A shrill yapping is heard from the other side of the road. The yapping draws the attention of a black and white mass of energy. Bounding across the road in pursuit of the yapper, the spotted blur of fur quickly targets the source. Yapping turns into a high-pitch squealing as the yapper realizes it is bound to its owner by its leash. The "formerly-known-as-yapper" had no idea what it invited right into its own yard until it was too late.
The vicious pit bull from across the road does a little dance-and-dart, trying to spark some fun. The squealing gets louder as the frightened little dog tries to get away. As the pit bull is dragged away, the other owner angrily tells him he needs to keep his dog on a leash. The pit is put in the house where she pouts, wondering why the little dog wouldn't play.
If you are a pit lover, you are probably not surprised by this. The thought of their slobbery kisses makes it difficult to believe they are a threat to anyone. I ask you to take a step back for a moment and put yourself on the other side of the coin. You have seen this dog out in your neighbor's front yard with its owners and playing with children. You have seen this dog playing with other neighborhood children. You have also witnessed this dog "viciously" attacking a rope that is hung from a tree in the front yard. You don't know it is just her favorite toy. For all you know, these people are training that dog with that rope. Just look at how that dog clenches onto it, and swings with no feet touching the ground!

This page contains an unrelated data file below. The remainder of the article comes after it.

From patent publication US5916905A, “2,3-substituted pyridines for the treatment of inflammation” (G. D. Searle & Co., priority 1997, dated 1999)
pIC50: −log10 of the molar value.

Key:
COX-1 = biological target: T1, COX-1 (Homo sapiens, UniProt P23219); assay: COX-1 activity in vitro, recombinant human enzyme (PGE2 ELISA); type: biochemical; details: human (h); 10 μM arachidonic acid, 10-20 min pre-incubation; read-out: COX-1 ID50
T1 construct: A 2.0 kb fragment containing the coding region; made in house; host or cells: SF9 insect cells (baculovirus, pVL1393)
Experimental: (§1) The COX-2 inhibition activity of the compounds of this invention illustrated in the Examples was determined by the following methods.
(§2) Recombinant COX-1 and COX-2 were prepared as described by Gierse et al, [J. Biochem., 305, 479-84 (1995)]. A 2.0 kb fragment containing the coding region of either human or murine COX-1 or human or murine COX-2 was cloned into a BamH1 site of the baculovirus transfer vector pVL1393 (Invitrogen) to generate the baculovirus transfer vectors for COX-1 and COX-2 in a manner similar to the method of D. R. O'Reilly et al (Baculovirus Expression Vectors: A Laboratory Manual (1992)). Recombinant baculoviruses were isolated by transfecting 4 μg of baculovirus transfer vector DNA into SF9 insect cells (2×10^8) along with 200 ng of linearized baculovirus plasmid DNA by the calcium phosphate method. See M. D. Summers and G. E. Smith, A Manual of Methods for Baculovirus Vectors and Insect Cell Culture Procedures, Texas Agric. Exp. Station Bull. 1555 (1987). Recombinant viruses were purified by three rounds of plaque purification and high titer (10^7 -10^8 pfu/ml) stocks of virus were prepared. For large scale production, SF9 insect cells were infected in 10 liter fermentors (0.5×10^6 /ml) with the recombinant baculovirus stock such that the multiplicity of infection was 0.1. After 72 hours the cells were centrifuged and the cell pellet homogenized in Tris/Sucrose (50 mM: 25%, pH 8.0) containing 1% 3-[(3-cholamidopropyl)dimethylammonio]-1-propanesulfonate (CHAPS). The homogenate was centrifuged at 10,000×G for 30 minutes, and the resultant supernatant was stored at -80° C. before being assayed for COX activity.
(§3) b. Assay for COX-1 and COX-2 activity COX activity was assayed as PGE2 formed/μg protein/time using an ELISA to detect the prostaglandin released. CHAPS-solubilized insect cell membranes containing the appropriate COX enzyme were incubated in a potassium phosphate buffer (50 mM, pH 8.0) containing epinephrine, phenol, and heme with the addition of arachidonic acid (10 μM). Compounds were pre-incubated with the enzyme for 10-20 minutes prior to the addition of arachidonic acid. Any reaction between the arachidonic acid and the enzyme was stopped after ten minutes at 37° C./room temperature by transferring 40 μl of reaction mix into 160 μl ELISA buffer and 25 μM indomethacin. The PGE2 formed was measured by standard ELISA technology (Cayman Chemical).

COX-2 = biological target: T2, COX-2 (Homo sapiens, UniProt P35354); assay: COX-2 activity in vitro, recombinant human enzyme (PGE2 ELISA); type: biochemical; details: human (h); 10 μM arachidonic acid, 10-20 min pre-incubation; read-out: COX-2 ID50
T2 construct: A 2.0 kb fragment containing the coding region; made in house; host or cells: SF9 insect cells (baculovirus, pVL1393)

The point is, whether a pet owner believes their pet will hurt someone is not the issue. The man across the street had every right to be angry. His dog was on a leash and he was in his own yard. The pit bull was not leashed, which is a subdivision rule even in this rural area. Not everyone appreciates a large dog charging at them in a welcomed greeting. Obedience training has only taken her so far. She will sit, stay, beg, and even shake your hand. When it comes to humans, she has no manners. In her eyes, everyone in the area is here to see her. This is her second offense of leaving her property to greet unsuspecting neighbors.
This is the part where being a responsible pet owner means that as much as you may like taking your pets out to let them run and play, it is your responsibility to keep them contained. This pit is never outside unattended, but that isn't enough in this case. Respect your neighbors, children, and your dog. While there is not a pit bull ordinance in this area, there would be no repercussions for someone protecting themselves against what they may perceive as a threatening animal. Whether or not this pit bull was really a threat if something like that were to happen would be a lost point. It will not bring your dog back and you would lose in court.Ownership means responsibility. Live up to it.
We know what our plans are for the spring. Installing a fence and moving the rope to a tree in the backyard for the dogs to play have just become top priority.